The Phillies have something in Nick Pivetta, it's just still unclear what.
Can he be an effective starting pitcher long-term, or would he be better suited for the bullpen?
There's a case to make for converting Pivetta into a late-inning reliever and Tuesday was another example why.
Pivetta was sharp the first time through the order, holding the Nationals to 1-for-8 with a walk. This season, Pivetta's opponents have hit .247/.305/.370 the first time he goes through the order.
The second time through the order? Pivetta's opponents have hit .289/.341/.484.
He's turned his opponents into Freddy Galvis the first time through, then 2018 Charlie Blackmon or J.T. Realmuto the second time through.
The Phillies entered Game 1 of Tuesday's doubleheader with 20 pitchers active, so it stood to reason that Pivetta's start wouldn't last long. He ended up allowing two runs in 4⅓ innings.
Aside from Aaron Nola and Jake Arrieta, Gabe Kapler has not allowed his starting pitchers to go deep into games in September. At the first real sign of struggle, they're out. It's the right approach this time of year when every run scored or prevented is crucial.
Over his last five starts, Pivetta has averaged just 4.7 innings.
What about next year?
Moving Pivetta to the 'pen at this point in 2018 wouldn't accomplish much. This conversation is geared more towards 2019 and beyond.
A role change for Vince Velasquez has been a hot topic the last three summers, but you don't hear nearly as much talk about Pivetta becoming a reliever. Pivetta, in some ways, seems more likely to find success as a reliever because when Velasquez struggles, he loses command of the strike zone.
That's not as much of an issue for Pivetta, who has a terrific strikeout-to-walk ratio of 173-to-46 in 149⅓ innings despite a 4.64 ERA.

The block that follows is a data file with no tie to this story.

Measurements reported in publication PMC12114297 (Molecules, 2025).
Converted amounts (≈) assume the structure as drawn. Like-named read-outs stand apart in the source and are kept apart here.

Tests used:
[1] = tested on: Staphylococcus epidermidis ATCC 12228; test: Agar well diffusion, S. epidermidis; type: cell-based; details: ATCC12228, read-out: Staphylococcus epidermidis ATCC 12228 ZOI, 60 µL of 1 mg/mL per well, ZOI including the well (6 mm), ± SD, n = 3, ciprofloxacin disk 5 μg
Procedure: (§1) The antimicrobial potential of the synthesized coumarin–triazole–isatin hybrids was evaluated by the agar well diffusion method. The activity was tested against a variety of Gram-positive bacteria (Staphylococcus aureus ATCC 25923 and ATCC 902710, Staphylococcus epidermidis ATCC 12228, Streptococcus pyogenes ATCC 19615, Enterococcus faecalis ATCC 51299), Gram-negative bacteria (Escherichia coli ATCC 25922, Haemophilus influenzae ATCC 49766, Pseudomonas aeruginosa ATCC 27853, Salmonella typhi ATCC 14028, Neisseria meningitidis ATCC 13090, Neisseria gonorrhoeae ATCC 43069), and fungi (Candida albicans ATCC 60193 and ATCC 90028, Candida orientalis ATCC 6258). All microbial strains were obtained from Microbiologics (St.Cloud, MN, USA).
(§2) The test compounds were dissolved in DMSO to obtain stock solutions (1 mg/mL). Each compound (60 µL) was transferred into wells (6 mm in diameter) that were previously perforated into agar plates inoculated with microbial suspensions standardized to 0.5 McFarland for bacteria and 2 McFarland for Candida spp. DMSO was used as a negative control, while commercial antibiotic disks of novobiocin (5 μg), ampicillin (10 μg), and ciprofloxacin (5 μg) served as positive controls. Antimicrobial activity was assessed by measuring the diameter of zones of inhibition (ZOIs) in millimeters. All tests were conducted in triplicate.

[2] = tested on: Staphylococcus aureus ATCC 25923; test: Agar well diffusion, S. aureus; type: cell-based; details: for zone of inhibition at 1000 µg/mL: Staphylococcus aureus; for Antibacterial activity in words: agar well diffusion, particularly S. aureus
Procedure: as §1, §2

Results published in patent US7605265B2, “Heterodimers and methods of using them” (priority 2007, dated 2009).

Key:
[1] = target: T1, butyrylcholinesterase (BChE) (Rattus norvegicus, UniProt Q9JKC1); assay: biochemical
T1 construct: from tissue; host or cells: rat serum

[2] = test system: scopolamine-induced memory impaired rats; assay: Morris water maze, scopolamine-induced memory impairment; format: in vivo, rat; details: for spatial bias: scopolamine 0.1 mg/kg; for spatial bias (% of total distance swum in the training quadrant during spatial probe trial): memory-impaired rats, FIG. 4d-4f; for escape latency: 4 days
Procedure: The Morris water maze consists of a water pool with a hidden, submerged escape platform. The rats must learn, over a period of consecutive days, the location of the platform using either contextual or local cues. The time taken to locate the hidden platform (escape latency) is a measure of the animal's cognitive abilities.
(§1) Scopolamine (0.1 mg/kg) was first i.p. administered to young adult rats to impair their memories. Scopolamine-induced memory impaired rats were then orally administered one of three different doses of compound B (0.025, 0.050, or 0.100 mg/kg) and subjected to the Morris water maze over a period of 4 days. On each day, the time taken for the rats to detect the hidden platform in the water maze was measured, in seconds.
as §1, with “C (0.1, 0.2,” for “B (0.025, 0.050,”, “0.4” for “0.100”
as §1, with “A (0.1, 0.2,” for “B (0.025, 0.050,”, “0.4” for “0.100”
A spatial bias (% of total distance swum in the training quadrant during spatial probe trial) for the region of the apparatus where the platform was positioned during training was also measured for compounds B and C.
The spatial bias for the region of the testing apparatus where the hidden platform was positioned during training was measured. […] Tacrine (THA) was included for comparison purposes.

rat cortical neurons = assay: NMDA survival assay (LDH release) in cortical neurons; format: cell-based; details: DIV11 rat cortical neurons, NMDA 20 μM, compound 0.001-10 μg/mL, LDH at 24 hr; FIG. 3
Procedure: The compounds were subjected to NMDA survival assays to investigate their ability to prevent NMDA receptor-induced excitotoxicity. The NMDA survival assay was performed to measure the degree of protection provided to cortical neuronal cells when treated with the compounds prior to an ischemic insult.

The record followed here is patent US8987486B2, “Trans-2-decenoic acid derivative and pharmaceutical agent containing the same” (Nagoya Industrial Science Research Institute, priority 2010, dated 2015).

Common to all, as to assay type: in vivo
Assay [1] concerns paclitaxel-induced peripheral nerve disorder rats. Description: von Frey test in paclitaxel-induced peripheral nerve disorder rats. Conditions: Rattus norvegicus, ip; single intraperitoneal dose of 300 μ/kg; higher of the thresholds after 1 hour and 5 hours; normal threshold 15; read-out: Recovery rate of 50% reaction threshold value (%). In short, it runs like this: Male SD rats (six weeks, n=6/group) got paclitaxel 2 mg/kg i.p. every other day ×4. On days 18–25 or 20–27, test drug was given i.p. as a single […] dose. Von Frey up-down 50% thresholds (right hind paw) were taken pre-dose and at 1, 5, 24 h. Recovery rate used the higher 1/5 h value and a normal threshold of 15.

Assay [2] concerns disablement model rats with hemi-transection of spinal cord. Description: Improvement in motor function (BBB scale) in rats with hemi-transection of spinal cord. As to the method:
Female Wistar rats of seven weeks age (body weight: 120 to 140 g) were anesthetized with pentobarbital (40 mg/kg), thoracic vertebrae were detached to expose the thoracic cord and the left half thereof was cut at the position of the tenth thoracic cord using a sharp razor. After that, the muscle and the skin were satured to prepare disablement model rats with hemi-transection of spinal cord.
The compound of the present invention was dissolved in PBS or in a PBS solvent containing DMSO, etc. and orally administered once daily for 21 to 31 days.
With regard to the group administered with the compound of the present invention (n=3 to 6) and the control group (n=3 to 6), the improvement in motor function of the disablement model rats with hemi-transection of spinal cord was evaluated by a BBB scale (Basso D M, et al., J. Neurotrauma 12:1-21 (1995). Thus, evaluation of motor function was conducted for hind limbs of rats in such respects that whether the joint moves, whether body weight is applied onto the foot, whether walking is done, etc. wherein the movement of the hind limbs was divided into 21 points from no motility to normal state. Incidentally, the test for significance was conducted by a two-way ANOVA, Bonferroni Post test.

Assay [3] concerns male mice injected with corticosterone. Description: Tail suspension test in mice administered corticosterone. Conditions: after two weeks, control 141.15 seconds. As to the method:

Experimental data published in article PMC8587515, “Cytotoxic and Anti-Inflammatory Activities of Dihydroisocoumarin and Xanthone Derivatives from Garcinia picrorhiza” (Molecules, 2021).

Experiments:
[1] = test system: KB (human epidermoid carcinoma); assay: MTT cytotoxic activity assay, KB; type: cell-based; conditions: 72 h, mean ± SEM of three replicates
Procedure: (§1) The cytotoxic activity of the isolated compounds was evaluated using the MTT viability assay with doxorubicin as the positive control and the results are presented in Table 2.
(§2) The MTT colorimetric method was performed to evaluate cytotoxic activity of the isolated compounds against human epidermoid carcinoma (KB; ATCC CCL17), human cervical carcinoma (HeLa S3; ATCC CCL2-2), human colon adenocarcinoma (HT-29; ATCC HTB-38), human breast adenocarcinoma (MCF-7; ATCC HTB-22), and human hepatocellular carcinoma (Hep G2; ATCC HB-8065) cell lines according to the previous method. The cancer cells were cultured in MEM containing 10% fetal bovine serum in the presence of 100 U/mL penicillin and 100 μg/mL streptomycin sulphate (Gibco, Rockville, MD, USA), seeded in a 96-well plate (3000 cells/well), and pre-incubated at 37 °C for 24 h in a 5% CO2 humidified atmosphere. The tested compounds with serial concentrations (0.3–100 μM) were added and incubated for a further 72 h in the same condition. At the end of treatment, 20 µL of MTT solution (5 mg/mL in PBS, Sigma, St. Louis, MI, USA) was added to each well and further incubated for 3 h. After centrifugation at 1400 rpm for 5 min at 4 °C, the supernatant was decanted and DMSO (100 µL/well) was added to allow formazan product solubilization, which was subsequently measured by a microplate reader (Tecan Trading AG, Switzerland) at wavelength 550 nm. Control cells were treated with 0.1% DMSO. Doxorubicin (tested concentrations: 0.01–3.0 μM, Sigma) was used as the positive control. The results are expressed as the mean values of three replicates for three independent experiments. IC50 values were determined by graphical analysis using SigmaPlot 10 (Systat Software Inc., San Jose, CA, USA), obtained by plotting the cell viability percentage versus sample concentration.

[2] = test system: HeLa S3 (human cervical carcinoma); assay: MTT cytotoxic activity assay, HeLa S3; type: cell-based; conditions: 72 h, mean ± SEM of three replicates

What's gone wrong for Pivetta?
At the end of May, Pivetta had a 3.26 ERA and 1.10 WHIP with 67 strikeouts and 14 walks. He was impressing in nearly every way a pitcher can.
He found success early this season with two good breaking balls and a high fastball that finished hitters off with two strikes. In April and May, Pivetta's opponents went 12 for 90 (.133) against his slider and curveball.
Since June 1, they've hit .270 off those two pitches. His breaking balls just haven't held up as well multiple times through a batting order during the course of a six-month season.
Need to add starter(s)
Even though it looks like the Phillies will miss the playoffs, this second half has been important because the organization was able to identify which players are keepers and who is capable of making the contributions needed to win a division.
It's just much easier to make those determinations when the games have meaning.
The Phillies could benefit from bringing in at least one solid starting pitcher this winter to slot behind Nola and Arrieta. If the Phils do add a starting pitcher, moving Pivetta to the 'pen would improve a second area. In a one-inning role, his fastball, which already averages 96 mph, could increase to the 98-ish range. His breaking balls figure to be more effective because hitters are seeing less of them and unable to adjust from at-bat to at-bat.
You've heard a ton about Bryce Harper and Manny Machado, the two elite position players available in free agency.
Other names to keep in mind: free-agent lefties Patrick Corbin, J.A. Happ, Dallas Keuchel and Hyun-Jin Ryu. Charlie Morton would certainly be worth a long look as well.